Could the generation lost to the art of branding building be saved by the oldest medium in the world?
For a medium that commands over 50% of total UK ad spend, online advertising is but a babe in the firmament of media.
At the age of just 22 – despite its many well-documented growing pains – digital media has become by far the biggest line item on marketers’ media plans, largely due to its targeting and accountability credentials.
Let’s compare and contrast with outdoor advertising - we’re talking the oldest medium in the world here. The ancient Egyptians used papyrus to make sales messages on wall posters; and political campaigns have even been found in the ruins of Pompeii. Wind forward to the 1790s and the invention of lithography was the launchpad for mass produced billboards, and by the 1860s the first outdoor advertising trading companies were formed.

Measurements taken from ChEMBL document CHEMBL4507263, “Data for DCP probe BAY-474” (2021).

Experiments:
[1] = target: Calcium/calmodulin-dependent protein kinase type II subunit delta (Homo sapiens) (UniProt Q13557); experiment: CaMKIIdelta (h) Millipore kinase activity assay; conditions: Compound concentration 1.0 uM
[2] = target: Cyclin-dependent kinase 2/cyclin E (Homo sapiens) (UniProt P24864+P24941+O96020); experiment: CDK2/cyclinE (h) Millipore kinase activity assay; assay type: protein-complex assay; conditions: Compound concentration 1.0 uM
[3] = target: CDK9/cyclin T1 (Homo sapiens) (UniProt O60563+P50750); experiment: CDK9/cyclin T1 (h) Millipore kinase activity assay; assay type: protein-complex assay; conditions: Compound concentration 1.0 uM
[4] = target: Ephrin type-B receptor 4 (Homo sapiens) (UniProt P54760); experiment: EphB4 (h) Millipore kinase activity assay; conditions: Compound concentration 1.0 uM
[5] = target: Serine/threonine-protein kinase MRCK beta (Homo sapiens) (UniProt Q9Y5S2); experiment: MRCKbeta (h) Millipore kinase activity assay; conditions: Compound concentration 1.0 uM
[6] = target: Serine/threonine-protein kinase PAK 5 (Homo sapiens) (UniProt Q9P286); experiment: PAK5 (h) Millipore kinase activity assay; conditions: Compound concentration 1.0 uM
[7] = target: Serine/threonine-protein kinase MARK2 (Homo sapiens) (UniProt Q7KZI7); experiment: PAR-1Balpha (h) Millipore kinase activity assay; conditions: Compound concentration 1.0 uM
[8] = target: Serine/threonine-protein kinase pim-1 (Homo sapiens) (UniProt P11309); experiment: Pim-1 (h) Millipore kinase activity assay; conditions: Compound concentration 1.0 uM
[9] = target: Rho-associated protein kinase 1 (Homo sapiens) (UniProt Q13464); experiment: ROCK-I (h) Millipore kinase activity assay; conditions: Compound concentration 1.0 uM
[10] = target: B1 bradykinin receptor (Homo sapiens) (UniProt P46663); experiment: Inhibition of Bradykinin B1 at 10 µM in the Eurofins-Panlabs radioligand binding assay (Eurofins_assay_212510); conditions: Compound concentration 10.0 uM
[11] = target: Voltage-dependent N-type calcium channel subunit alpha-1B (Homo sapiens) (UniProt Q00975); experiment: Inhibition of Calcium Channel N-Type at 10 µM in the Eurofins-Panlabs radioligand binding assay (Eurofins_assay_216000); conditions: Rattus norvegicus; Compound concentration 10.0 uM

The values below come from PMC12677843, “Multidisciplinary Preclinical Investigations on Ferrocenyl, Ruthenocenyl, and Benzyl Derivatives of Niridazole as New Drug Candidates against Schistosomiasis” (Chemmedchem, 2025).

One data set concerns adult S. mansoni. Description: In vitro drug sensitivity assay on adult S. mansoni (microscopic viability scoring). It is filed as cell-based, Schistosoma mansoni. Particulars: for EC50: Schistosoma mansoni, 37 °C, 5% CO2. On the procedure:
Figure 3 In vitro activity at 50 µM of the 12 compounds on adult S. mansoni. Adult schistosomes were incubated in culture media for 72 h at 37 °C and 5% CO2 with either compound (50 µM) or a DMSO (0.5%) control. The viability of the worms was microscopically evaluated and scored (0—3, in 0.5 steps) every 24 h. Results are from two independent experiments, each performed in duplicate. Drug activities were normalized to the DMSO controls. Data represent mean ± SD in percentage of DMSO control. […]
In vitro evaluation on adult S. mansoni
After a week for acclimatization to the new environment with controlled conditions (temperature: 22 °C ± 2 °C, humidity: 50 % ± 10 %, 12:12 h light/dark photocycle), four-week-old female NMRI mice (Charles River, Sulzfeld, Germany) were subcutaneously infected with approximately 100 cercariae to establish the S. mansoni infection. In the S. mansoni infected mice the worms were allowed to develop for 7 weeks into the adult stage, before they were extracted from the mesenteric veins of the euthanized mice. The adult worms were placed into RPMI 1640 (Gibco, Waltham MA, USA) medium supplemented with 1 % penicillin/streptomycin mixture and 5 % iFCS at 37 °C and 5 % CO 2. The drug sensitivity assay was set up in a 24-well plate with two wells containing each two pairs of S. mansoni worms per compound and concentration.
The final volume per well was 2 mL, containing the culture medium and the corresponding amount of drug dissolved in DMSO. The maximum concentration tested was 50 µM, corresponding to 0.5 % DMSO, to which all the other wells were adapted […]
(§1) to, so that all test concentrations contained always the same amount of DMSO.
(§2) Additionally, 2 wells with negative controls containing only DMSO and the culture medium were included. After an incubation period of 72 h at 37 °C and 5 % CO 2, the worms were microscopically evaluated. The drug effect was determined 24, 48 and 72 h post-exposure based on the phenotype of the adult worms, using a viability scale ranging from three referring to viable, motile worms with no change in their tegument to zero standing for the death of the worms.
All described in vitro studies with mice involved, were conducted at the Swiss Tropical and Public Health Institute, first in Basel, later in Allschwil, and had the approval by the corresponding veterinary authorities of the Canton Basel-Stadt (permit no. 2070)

Unlike the rest of the print sector today, outdoor advertising revenue has been unaffected by the unrelenting rise of online advertising. In fact, it’s going through a digital renaissance which I believe will spur healthy growth in the sector, and put a shot in the arm of classic brand advertising, which has undoubtedly suffered at the hands of online performance media.
There are two key reasons for the current decline in brand advertising